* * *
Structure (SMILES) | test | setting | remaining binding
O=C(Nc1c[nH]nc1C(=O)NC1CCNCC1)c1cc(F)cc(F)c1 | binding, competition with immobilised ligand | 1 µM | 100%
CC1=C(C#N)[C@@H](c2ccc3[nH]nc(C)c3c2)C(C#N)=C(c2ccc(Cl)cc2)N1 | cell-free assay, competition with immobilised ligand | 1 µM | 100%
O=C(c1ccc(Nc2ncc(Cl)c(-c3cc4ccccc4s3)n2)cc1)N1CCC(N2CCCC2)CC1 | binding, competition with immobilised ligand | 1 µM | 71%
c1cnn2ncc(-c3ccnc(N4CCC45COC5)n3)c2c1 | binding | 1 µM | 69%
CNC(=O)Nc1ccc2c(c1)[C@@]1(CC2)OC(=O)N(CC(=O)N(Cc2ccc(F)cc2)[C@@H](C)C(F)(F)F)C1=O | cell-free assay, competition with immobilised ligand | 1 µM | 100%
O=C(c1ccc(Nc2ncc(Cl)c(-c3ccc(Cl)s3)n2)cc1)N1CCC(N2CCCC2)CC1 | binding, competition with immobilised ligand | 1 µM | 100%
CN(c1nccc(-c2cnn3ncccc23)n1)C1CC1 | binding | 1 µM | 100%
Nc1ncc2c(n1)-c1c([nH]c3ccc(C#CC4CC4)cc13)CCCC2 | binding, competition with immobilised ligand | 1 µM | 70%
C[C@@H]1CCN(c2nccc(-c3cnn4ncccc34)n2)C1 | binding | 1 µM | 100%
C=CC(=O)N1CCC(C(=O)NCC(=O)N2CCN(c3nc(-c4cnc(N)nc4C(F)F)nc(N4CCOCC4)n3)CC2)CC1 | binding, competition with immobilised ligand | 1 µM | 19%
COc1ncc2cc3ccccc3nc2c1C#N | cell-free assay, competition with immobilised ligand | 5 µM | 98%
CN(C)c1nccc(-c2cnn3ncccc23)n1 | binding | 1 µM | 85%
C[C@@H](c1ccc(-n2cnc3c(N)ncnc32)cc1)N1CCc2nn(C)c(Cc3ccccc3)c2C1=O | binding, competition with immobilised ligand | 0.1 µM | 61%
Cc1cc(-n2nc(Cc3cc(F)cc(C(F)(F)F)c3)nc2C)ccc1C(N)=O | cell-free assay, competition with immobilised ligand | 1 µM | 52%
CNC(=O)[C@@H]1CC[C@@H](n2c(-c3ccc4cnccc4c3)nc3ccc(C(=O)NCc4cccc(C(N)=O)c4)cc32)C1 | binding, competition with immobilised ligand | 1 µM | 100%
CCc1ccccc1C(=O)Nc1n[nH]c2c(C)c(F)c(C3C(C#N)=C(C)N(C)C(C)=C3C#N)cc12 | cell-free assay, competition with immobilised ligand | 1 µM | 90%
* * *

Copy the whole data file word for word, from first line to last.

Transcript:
Structure (SMILES) | test | setting | remaining binding
O=C(Nc1c[nH]nc1C(=O)NC1CCNCC1)c1cc(F)cc(F)c1 | binding, competition with immobilised ligand | 1 µM | 100%
CC1=C(C#N)[C@@H](c2ccc3[nH]nc(C)c3c2)C(C#N)=C(c2ccc(Cl)cc2)N1 | cell-free assay, competition with immobilised ligand | 1 µM | 100%
O=C(c1ccc(Nc2ncc(Cl)c(-c3cc4ccccc4s3)n2)cc1)N1CCC(N2CCCC2)CC1 | binding, competition with immobilised ligand | 1 µM | 71%
c1cnn2ncc(-c3ccnc(N4CCC45COC5)n3)c2c1 | binding | 1 µM | 69%
CNC(=O)Nc1ccc2c(c1)[C@@]1(CC2)OC(=O)N(CC(=O)N(Cc2ccc(F)cc2)[C@@H](C)C(F)(F)F)C1=O | cell-free assay, competition with immobilised ligand | 1 µM | 100%
O=C(c1ccc(Nc2ncc(Cl)c(-c3ccc(Cl)s3)n2)cc1)N1CCC(N2CCCC2)CC1 | binding, competition with immobilised ligand | 1 µM | 100%
CN(c1nccc(-c2cnn3ncccc23)n1)C1CC1 | binding | 1 µM | 100%
Nc1ncc2c(n1)-c1c([nH]c3ccc(C#CC4CC4)cc13)CCCC2 | binding, competition with immobilised ligand | 1 µM | 70%
C[C@@H]1CCN(c2nccc(-c3cnn4ncccc34)n2)C1 | binding | 1 µM | 100%
C=CC(=O)N1CCC(C(=O)NCC(=O)N2CCN(c3nc(-c4cnc(N)nc4C(F)F)nc(N4CCOCC4)n3)CC2)CC1 | binding, competition with immobilised ligand | 1 µM | 19%
COc1ncc2cc3ccccc3nc2c1C#N | cell-free assay, competition with immobilised ligand | 5 µM | 98%
CN(C)c1nccc(-c2cnn3ncccc23)n1 | binding | 1 µM | 85%
C[C@@H](c1ccc(-n2cnc3c(N)ncnc32)cc1)N1CCc2nn(C)c(Cc3ccccc3)c2C1=O | binding, competition with immobilised ligand | 0.1 µM | 61%
Cc1cc(-n2nc(Cc3cc(F)cc(C(F)(F)F)c3)nc2C)ccc1C(N)=O | cell-free assay, competition with immobilised ligand | 1 µM | 52%
CNC(=O)[C@@H]1CC[C@@H](n2c(-c3ccc4cnccc4c3)nc3ccc(C(=O)NCc4cccc(C(N)=O)c4)cc32)C1 | binding, competition with immobilised ligand | 1 µM | 100%
CCc1ccccc1C(=O)Nc1n[nH]c2c(C)c(F)c(C3C(C#N)=C(C)N(C)C(C)=C3C#N)cc12 | cell-free assay, competition with immobilised ligand | 1 µM | 90%